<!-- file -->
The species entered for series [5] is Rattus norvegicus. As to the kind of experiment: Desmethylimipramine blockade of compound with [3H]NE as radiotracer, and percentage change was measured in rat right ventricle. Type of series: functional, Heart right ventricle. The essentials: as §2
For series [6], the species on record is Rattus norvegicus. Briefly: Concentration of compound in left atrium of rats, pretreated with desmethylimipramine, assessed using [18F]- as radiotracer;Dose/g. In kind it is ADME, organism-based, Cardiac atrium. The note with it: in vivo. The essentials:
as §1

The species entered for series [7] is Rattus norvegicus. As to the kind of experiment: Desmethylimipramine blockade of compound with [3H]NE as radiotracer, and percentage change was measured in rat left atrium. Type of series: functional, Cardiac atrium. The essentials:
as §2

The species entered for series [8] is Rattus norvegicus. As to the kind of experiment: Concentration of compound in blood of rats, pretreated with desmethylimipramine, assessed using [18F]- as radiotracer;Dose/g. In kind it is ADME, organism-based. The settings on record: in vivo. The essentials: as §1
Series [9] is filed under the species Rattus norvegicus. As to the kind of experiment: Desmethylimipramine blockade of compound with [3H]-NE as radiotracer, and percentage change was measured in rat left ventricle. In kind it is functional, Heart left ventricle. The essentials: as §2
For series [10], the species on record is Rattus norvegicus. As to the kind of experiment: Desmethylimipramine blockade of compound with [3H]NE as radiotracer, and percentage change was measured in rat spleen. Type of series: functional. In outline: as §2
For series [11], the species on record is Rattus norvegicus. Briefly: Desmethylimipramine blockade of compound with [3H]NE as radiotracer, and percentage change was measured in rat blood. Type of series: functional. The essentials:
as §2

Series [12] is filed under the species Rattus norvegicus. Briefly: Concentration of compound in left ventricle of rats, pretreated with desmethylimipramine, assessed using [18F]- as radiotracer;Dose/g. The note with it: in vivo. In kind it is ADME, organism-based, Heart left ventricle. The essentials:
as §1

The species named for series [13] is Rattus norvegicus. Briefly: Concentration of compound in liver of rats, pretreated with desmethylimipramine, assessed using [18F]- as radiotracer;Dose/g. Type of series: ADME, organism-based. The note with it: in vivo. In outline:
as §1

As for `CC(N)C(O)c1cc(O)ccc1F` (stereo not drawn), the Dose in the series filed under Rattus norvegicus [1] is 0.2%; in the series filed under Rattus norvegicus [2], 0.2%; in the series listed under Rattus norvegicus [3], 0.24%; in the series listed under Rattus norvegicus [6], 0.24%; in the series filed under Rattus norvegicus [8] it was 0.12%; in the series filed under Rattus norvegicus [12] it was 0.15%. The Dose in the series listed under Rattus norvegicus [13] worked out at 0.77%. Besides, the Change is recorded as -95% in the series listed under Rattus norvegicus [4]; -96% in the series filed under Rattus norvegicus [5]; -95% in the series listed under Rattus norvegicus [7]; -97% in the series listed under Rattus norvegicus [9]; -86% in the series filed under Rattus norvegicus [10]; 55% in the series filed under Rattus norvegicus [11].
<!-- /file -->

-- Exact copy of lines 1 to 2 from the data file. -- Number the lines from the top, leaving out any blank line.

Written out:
The species entered for series [5] is Rattus norvegicus. As to the kind of experiment: Desmethylimipramine blockade of compound with [3H]NE as radiotracer, and percentage change was measured in rat right ventricle. Type of series: functional, Heart right ventricle. The essentials: as §2
For series [6], the species on record is Rattus norvegicus. Briefly: Concentration of compound in left atrium of rats, pretreated with desmethylimipramine, assessed using [18F]- as radiotracer;Dose/g. In kind it is ADME, organism-based, Cardiac atrium. The note with it: in vivo. The essentials: